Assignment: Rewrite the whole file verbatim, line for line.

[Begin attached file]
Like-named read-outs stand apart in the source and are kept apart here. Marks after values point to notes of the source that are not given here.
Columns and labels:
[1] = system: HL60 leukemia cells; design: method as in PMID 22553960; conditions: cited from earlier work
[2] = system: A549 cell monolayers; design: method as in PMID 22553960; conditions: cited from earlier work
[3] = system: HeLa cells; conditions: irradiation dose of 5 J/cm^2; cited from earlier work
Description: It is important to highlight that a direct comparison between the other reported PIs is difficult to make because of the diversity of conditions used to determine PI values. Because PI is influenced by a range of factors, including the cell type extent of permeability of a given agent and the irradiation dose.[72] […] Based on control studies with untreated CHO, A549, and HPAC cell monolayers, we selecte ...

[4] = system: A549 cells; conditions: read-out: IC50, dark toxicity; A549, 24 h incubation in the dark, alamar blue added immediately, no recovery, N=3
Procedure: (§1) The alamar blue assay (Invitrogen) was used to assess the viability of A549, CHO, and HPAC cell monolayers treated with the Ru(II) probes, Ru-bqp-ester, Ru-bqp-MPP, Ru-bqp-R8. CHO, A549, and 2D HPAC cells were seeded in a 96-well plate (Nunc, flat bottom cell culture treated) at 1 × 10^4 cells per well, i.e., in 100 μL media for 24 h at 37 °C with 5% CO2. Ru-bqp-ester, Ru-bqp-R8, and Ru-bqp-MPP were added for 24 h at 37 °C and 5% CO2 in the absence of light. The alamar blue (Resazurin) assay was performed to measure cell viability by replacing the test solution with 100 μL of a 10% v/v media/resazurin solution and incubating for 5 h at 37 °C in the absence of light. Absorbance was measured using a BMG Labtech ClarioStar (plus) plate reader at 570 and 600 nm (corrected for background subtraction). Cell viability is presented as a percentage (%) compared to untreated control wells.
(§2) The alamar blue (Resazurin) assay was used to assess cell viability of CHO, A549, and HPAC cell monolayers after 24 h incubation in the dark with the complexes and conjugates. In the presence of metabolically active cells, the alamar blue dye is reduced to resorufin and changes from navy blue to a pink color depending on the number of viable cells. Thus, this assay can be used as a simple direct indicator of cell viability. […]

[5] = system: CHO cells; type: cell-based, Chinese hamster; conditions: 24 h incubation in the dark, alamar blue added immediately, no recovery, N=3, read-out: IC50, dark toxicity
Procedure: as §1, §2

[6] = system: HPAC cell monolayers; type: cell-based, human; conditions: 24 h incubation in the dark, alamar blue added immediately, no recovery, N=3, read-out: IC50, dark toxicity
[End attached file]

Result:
Like-named read-outs stand apart in the source and are kept apart here. Marks after values point to notes of the source that are not given here.
Columns and labels:
[1] = system: HL60 leukemia cells; design: method as in PMID 22553960; conditions: cited from earlier work
[2] = system: A549 cell monolayers; design: method as in PMID 22553960; conditions: cited from earlier work
[3] = system: HeLa cells; conditions: irradiation dose of 5 J/cm^2; cited from earlier work
Description: It is important to highlight that a direct comparison between the other reported PIs is difficult to make because of the diversity of conditions used to determine PI values. Because PI is influenced by a range of factors, including the cell type extent of permeability of a given agent and the irradiation dose.[72] […] Based on control studies with untreated CHO, A549, and HPAC cell monolayers, we selecte ...

[4] = system: A549 cells; conditions: read-out: IC50, dark toxicity; A549, 24 h incubation in the dark, alamar blue added immediately, no recovery, N=3
Procedure: (§1) The alamar blue assay (Invitrogen) was used to assess the viability of A549, CHO, and HPAC cell monolayers treated with the Ru(II) probes, Ru-bqp-ester, Ru-bqp-MPP, Ru-bqp-R8. CHO, A549, and 2D HPAC cells were seeded in a 96-well plate (Nunc, flat bottom cell culture treated) at 1 × 10^4 cells per well, i.e., in 100 μL media for 24 h at 37 °C with 5% CO2. Ru-bqp-ester, Ru-bqp-R8, and Ru-bqp-MPP were added for 24 h at 37 °C and 5% CO2 in the absence of light. The alamar blue (Resazurin) assay was performed to measure cell viability by replacing the test solution with 100 μL of a 10% v/v media/resazurin solution and incubating for 5 h at 37 °C in the absence of light. Absorbance was measured using a BMG Labtech ClarioStar (plus) plate reader at 570 and 600 nm (corrected for background subtraction). Cell viability is presented as a percentage (%) compared to untreated control wells.
(§2) The alamar blue (Resazurin) assay was used to assess cell viability of CHO, A549, and HPAC cell monolayers after 24 h incubation in the dark with the complexes and conjugates. In the presence of metabolically active cells, the alamar blue dye is reduced to resorufin and changes from navy blue to a pink color depending on the number of viable cells. Thus, this assay can be used as a simple direct indicator of cell viability. […]

[5] = system: CHO cells; type: cell-based, Chinese hamster; conditions: 24 h incubation in the dark, alamar blue added immediately, no recovery, N=3, read-out: IC50, dark toxicity
Procedure: as §1, §2

[6] = system: HPAC cell monolayers; type: cell-based, human; conditions: 24 h incubation in the dark, alamar blue added immediately, no recovery, N=3, read-out: IC50, dark toxicity